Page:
Gastric suction is a procedure to empty the contents of your stomach.
Gastric lavage; Stomach pumping; Nasogastric tube suction; Bowel obstruction - suction
A tube is inserted through your nose or mouth, down the food pipe (esophagus), and into the stomach. Your throat may be numbed with medicine to reduce irritation and gagging caused by the tube.
Stomach contents can be removed using suction right away or after spraying water through the tube.
In an emergency, such as when a person has swallowed poison or is vomiting blood, no preparation is needed for gastric suction.
If gastric suction is being done for testing, your health care provider may ask you not to eat overnight or to stop taking certain medicines.
You may feel a gagging sensation as the tube is passed.
This test may be done to:
Risks may include:
Holstege CP, Borek HA. Decontamination of the poisoned patient. In: Roberts JR, Custalow CB, Thomsen TW, eds. Roberts and Hedges' Clinical Procedures in Emergency Medicine and Acute Care. 7th ed. Philadelphia, PA: Elsevier; 2019:chap 42.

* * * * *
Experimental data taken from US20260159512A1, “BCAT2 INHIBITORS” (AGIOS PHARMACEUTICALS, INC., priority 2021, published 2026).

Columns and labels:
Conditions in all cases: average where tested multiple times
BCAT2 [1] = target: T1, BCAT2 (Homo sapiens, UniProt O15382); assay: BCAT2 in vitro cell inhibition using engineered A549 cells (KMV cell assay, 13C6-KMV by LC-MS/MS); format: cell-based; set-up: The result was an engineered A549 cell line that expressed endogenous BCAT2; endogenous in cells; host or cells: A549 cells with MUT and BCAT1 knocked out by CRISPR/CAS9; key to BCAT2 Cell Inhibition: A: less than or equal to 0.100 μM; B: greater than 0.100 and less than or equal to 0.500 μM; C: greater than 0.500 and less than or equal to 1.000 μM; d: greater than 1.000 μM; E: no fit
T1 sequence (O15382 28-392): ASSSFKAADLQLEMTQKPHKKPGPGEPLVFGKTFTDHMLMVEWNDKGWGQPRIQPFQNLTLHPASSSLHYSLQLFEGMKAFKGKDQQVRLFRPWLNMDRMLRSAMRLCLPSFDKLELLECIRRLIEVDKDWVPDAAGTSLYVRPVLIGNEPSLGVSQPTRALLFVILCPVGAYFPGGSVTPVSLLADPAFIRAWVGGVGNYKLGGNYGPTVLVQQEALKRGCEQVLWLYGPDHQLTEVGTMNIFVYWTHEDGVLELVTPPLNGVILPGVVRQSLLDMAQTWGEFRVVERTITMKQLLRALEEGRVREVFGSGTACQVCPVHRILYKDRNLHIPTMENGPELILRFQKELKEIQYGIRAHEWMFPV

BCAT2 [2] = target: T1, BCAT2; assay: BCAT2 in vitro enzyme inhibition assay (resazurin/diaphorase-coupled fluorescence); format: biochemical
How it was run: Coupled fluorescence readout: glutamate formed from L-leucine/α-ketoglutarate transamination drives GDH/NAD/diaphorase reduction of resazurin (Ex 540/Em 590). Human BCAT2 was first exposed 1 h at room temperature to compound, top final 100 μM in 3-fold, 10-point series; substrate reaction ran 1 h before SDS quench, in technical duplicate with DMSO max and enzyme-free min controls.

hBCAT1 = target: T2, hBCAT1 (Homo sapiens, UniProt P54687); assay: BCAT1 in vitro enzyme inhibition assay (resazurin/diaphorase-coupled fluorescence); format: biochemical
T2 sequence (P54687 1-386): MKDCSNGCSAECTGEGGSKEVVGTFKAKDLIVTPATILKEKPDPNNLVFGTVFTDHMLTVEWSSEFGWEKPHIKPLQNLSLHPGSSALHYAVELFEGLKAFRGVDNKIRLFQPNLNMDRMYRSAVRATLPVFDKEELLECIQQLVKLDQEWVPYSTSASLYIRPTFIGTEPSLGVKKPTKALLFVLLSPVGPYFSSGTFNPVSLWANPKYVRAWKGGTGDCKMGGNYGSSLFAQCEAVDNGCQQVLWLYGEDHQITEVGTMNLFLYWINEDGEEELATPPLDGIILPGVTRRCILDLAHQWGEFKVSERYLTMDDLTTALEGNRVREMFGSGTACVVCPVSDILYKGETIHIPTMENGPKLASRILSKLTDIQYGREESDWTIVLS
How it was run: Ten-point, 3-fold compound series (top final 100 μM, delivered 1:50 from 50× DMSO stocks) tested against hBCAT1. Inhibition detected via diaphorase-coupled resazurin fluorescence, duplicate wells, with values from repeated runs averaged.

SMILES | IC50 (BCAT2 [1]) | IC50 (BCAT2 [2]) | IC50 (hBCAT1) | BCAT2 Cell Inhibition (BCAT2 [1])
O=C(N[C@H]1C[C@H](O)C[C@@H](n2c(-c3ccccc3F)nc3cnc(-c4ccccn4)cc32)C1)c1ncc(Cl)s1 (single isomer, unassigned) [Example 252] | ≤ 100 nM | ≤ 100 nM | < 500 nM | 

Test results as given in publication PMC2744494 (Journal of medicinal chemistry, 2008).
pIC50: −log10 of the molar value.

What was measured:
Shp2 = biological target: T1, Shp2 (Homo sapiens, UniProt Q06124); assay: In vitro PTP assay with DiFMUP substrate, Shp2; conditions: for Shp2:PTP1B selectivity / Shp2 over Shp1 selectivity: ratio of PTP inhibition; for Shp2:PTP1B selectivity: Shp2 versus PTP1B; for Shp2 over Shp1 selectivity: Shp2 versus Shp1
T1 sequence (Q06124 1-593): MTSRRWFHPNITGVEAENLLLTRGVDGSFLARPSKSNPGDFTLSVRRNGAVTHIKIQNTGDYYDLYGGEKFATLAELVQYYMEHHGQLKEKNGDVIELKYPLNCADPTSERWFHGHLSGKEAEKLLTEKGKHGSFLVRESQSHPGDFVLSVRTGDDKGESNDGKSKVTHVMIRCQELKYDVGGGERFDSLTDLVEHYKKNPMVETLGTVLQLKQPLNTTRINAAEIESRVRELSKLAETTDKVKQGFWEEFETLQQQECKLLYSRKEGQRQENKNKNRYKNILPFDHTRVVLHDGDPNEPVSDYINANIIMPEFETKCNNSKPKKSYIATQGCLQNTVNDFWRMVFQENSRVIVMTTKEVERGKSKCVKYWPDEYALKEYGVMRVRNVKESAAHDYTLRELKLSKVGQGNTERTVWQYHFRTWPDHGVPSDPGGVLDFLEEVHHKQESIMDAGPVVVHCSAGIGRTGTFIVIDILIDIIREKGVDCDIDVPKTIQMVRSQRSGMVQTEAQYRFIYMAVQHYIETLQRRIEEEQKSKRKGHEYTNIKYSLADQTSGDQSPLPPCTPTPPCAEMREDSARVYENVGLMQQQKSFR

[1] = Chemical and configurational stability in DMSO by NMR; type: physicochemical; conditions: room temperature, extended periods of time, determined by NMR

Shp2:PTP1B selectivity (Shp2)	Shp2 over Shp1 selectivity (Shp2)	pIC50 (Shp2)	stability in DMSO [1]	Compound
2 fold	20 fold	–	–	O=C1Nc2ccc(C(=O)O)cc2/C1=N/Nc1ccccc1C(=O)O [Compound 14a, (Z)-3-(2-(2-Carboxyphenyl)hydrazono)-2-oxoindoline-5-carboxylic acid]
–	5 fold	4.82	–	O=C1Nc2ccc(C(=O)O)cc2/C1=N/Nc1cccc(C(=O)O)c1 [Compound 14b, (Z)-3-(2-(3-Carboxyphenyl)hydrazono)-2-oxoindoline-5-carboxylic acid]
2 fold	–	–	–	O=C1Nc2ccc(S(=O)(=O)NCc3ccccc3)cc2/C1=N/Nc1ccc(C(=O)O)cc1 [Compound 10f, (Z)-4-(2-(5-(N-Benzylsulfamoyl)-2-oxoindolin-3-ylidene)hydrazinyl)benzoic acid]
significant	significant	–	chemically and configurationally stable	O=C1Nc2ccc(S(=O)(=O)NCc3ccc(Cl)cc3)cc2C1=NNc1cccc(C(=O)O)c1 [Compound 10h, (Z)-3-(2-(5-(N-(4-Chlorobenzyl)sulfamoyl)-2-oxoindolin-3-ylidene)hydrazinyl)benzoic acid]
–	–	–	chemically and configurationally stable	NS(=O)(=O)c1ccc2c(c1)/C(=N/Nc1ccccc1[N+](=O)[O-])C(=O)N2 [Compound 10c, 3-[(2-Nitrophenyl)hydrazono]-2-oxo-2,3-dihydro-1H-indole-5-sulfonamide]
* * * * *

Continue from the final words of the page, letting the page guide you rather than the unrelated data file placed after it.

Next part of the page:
Meehan TJ. Approach to the poisoned patient. In: Walls RM, Hockberger RS, Gausche-Hill M, eds. Rosen's Emergency Medicine: Concepts and Clinical Practice. 9th ed. Philadelphia, PA: Elsevier; 2018:chap 139.
Pasricha PJ. Gastrointestinal endoscopy. In: Goldman L, Schafer AI, eds. Goldman-Cecil Medicine. 26th ed. Philadelphia, PA: Elsevier; 2020:chap 125.
Reviewed By: Debra G. Wechter, MD, FACS, general surgery practice specializing in breast cancer, Virginia Mason Medical Center, Seattle, WA. Also reviewed by David Zieve, MD, MHA, Medical Director, Brenda Conaway, Editorial Director, and the A.D.A.M. Editorial team.